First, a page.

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The sweet smell of election uncertainty

Oct 28, 2004
Today we saw a complex series of moves and non-moves at the Federal Election Commission. Marketplace's Scott Tong reports that the upshot... may be just what the country's hankering for: more uncertainty.

But how will it play in Paris?

Oct 28, 2004
Lately, many American companies haven't been doing so well abroad. Gap's international sales have fallen and it's pulled out of Germany. Disney's theme park near Paris is doing so badly that it's been rescued by its U.S. parent. Even Wal-Mart is struggling with European sales. Commentator Fareed Zakaria argues the fate of American icons abroad may depend on what happens November Second.

Outsourcing issues

Oct 28, 2004
President Bush has defended the outsourcing of American jobs as an inevitable byproduct of globalization - while challenger John Kerry claims to have a plan to slow the flow of jobs overseas. This issue has special resonance in textile producing areas of the Southeast and the industrial Midwest. But as Miranda Kennedy reports from Bangalore, the world's largest democracy is anxious over the outcome, too.
Posted In: Canada

The business of being uninsured

Oct 28, 2004
You've heard the statistic in a campaign ad. Nearly 45 million Americans have no health insurance. To the presidential contenders, it's a thorny political problem. But to entrepreneur Brenda Broberg of Green Bay, Wisconsin, this sounds more like a business opportunity. Work and Family correspondent Sarah Gardner explains.

Place your bets ...

Oct 28, 2004
Wanna bet on the presidential race? Well, Las Vegas won't let you put any money down on it, but Iowa City will. The University of Iowa business school runs futures markets to research how well they predict election outcomes. Organizers say they do a better job than polls. From South Dakota Public Radio, Curt Nickisch reports.

Prediction markets

Oct 28, 2004
Can market forces predict who our next president will be? A lot of traders in presidential futures think they can. Marketplace's Chris Farrell tells host Kai Ryssdal what those futures markets are telling us about this year's election.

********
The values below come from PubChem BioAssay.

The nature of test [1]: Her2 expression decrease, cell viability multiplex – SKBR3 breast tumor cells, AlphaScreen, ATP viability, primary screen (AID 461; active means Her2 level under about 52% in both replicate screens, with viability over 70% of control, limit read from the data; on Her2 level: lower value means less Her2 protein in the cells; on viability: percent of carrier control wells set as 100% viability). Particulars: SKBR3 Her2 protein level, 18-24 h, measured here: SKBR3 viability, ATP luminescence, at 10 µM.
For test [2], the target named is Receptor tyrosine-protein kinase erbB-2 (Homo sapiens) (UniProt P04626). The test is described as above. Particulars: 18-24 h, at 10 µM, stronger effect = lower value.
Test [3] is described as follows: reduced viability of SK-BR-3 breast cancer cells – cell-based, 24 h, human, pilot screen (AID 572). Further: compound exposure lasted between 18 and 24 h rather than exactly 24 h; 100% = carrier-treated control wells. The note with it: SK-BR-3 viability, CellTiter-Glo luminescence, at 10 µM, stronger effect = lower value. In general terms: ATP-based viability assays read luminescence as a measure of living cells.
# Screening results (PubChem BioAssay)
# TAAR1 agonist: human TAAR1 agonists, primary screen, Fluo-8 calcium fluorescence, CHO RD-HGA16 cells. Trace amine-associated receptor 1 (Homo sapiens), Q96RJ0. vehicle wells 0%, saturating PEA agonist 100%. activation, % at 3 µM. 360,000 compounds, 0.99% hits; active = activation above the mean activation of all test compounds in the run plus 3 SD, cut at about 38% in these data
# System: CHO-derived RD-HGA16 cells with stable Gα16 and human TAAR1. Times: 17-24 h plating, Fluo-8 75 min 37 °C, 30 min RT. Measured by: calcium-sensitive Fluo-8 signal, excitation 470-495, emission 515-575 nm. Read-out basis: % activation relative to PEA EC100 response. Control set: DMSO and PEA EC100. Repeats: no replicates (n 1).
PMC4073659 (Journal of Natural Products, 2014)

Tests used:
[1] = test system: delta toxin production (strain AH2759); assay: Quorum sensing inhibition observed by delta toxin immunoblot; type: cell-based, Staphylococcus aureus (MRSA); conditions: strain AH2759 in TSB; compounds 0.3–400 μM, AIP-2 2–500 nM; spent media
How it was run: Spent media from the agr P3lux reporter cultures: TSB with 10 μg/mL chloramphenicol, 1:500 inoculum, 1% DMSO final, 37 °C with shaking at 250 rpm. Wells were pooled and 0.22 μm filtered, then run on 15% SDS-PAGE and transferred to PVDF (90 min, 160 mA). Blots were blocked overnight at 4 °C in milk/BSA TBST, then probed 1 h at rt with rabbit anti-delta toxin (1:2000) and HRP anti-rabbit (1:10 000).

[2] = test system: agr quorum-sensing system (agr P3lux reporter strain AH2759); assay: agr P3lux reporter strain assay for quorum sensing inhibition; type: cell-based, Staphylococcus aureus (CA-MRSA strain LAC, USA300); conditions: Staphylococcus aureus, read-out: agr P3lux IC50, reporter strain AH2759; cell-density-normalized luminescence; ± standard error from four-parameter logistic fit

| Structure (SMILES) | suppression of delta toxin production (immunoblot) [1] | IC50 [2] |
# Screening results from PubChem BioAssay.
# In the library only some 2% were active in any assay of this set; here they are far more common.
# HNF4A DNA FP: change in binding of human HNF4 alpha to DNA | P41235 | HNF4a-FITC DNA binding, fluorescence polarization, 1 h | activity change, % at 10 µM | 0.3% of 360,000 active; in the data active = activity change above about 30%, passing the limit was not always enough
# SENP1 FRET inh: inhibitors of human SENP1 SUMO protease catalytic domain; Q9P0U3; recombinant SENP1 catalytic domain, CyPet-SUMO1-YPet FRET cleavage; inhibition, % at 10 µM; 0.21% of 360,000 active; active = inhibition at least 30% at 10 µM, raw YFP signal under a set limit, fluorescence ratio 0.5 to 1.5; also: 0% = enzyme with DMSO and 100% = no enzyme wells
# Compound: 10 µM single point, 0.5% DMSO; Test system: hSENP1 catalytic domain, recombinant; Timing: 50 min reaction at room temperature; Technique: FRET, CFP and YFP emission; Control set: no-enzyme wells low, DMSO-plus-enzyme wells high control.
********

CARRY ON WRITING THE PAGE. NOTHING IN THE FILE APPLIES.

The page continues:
Check 21

Oct 28, 2004
It's going to be tougher now to float checks 'til payday. Host Tess Vigeland talks to Penny Gillespie with Forrester Reseach about new check processing rules that take effect today

Pssst. Want to buy a flu shot?

Oct 27, 2004
The New York Times reports today that Washington has set up a web site for state and local health officials to track where, when and how many flu shots are available. The laws of supply and demand suggest the short supply of vaccine will tend to go where the money is. And a lot of that money is in a growing black market. From the Marketplace health desk at WGBH, Helen Palmer checks it out. (Photo: Getty Images)

Can you hold this check for a day or two?

Oct 27, 2004
Timing is everything. Just ask someone in the habit of floating a check. Managing cash flow is not just an issue for those who live paycheck to paycheck: its a big deal for many small businesses. As of tomorrow, you'll want to be very careful about having enough money in the bank to cover that check. Kim Clark, a senior writer at US News and World Report tells us it's called Check 21 and it's designed to speed up the processing of the 40 billion checks written each year. (Photo: Getty Images)

Attracting the female voter

Oct 27, 2004
A new Reuters/Zogby poll says President Bush leads John Kerry by three points nationwide. Kerry is holding on to some traditionally Democratic voting blocs like African Americans and union members. But, the poll says, Senator Kerry trails President Bush when it comes to women. Commentator and family advocate Karen Kornbluh attributes this to the way Mr. Bush has packaged his message.

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